*Provides proven and practical advice that will help you avoid pitfalls, and produce forms that are aesthetically pleasing, efficient and cost-effective.
*Features invaluable design methods, tips, and tricks to help ensure accurate data and satisfied customers.
*Includes dozens of examples -- from nitty-gritty details (label alignment, mandatory fields) to visual designs (creating good grids, use of color).
*Foreword by Steve Krug, author of the best selling Don't Make Me Think!
Forms are everywhere on the web – for registration and communicating, for commerce and government. Good forms make for happier customers, better data, and reduced support costs. Bad forms fill your organization’s databases with inaccuracies and duplicates and can cause loss of potential consumers.
Designing good forms is trickier than people think. Jarrett and Gaffney come to the rescue with Designing Forms that Work, clearly explaining exactly how to design great forms for the web. Liberally illustrated with full-color examples, it guides readers on how to define requirements, how to write questions that users will understand and want to answer, and how to deal with instructions, progress indicators and errors.
HCI professionals, web designers, software developers, user interface designers, HCI academics and students, market research professionals, financial professionals
Forms that Work, 1st Edition
Introduction: What is a form?
What is a form? 1. Persuading people to answer
Pick the right moment to ask a question
Think about relationship question by question
Follow three rules that that influence response rates
Think about who will answer your questions
SummaryInterlude: Registration forms: rules and suggestions2. Gathering the right information
Find out why you need the information
Check if your organization already holds the information
Find out what others ask for
Summary: only ask for information that you needCase study: conference registration form3. Making questions easy to answer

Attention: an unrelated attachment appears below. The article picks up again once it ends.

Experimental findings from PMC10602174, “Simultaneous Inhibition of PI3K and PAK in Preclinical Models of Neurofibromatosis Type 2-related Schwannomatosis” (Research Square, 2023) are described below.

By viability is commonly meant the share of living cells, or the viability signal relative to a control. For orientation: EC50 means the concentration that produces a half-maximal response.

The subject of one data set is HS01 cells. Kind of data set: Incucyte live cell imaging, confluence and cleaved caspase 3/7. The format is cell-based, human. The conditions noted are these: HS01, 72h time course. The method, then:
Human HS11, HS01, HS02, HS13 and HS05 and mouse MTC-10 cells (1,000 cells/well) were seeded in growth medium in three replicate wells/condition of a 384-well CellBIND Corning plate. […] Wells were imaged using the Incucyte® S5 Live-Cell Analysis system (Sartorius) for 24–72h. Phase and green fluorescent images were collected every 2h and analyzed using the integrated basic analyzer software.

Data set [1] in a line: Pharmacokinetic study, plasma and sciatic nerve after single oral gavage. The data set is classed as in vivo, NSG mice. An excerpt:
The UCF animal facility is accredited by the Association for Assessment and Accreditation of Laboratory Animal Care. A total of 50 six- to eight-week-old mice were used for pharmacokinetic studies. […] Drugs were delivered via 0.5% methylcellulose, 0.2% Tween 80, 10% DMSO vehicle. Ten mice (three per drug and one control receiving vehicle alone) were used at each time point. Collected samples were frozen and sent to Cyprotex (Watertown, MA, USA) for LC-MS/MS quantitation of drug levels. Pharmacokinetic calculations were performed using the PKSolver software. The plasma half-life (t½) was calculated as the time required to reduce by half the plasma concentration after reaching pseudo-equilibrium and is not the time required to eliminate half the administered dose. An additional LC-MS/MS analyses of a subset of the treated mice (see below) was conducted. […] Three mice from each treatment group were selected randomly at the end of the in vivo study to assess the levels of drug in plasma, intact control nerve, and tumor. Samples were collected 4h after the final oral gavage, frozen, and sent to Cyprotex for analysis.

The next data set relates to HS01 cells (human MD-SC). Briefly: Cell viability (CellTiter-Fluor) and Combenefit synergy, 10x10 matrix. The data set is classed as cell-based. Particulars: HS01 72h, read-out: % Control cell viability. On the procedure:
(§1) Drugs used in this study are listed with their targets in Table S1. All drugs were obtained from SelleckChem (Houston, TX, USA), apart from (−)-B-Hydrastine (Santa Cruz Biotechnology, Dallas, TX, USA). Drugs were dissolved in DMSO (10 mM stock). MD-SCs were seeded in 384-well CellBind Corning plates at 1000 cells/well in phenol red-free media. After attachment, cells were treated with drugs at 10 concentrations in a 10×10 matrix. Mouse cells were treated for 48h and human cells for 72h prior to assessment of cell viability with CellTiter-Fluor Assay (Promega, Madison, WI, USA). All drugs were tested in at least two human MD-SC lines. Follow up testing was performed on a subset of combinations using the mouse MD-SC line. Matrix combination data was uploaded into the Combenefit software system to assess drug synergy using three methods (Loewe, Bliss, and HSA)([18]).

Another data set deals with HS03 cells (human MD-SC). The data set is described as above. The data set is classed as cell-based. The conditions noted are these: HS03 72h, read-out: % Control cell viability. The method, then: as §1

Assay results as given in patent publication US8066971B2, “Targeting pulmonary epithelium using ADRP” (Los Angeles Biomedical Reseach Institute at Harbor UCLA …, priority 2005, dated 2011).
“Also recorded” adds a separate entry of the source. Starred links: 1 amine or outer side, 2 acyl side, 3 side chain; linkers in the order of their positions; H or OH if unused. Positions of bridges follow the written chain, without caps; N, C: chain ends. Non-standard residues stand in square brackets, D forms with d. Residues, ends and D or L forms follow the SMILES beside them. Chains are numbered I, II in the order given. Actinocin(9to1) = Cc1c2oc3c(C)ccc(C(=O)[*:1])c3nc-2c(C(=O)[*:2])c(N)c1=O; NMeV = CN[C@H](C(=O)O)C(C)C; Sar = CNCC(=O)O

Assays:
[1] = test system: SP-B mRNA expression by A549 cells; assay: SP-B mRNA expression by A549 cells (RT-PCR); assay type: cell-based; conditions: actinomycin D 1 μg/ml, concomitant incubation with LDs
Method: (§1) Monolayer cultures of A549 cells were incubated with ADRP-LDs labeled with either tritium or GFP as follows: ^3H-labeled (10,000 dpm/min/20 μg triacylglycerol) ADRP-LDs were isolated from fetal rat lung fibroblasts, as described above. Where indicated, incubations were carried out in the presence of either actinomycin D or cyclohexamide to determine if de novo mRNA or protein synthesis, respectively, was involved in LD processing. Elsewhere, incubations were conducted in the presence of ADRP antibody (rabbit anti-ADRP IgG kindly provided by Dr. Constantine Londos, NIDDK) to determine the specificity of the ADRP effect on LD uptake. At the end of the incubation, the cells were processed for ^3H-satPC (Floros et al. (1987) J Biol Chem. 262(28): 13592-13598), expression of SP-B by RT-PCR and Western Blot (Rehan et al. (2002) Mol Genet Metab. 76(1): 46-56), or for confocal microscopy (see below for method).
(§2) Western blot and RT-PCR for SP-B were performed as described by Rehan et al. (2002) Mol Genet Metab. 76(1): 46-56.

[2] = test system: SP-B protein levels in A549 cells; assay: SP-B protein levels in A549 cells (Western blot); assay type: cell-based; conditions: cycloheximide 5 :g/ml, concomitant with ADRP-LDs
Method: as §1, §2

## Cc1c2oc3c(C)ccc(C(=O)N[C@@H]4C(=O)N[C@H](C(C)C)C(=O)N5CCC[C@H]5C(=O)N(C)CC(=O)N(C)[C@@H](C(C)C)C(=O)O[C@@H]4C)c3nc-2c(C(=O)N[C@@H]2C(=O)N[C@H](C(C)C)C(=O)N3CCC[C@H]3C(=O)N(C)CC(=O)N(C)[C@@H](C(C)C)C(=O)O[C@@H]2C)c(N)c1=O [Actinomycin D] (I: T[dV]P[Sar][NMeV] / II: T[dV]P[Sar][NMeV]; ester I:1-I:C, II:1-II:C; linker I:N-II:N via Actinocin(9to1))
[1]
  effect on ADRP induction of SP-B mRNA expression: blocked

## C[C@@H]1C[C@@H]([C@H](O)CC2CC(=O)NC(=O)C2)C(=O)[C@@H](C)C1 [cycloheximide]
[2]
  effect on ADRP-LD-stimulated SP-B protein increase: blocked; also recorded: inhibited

How questions work
Make it easy to understand the question
Make it easy to find the answer
Judging the answer: avoiding privacy errors
Placing the answer: avoiding category errors
Summary: writing questionsCase study: avoiding choice points4. Writing instructions
Rewriting instructions in plain language
Cut the instructions that aren't needed
Move the instructions to where they are needed
A before- and after- example
Summary: Writing instructionsInterlude: help for forms5. Choosing between drop-downs and other controls
Picking controls for your forms
How users expect controls to work
Use these six questions to choose the right control
Specialist controls may help
Think about the form as a whole
Summary: Providing the answerInterlude: names and addresses6. Making the form flow easily
Make the form flow easily
Use progress indicators
Avoid surprising users with sudden changes
Be gentle with errors
Say ‘thanks’ to close the conversation
Conversational flow – summaryInterlude: why we hate pop-ups7. Taking care of the details
Taking care of the details
Where to put the labels compared to the fields
Colons at the end of labels?
Sentence or title case for labels?
How to indicate required fields
Choosing legible text: fonts and words
SummaryInterlude: serif or sans-serif8. Making the form look easy
What makes a form look good
Make sure users know who you are: logos and branding
Make your form look tidy with grids
Make it look organized with grouping
Avoid two-column forms
SummaryCase study: an appearance makeover9. Testing (the best bit)
We're passionate about usability testing
How to do really good usability testing of forms
Final message from this book
Suggestions for further reading
Quotes and reviews
“The humble form: it may seem boring, but most of your website’s value passes through forms. Follow Jarrett & Gaffney’s guidelines, and you’ll probably double your online profits.” - Jakob Nielsen, Principal, Nielsen Norman Group
“This book isn’t just about colons and choosing the right widgets. It’s about the whole process of making good forms, which has a lot more to do with making sure you’re asking the right questions in a way that your users can answer than it does with whether you use a drop-down list or radio buttons.” - Steve Krug, Foreword author and author of the best selling Don’t Make me Think
“If your web site includes forms, you need this book. It's that simple. In an easy-to-read format with lots of examples, Caroline and Gerry present their three-layer model -- relationship, conversation, appearance. You need all three for a successful form -- a form that looks good, flows well, asks the right questions in the right way, and, most important of all, gets people to fill it out.” - Janice (Ginny) Redish, author of Letting Go of the Words -- Writing Web Content that Works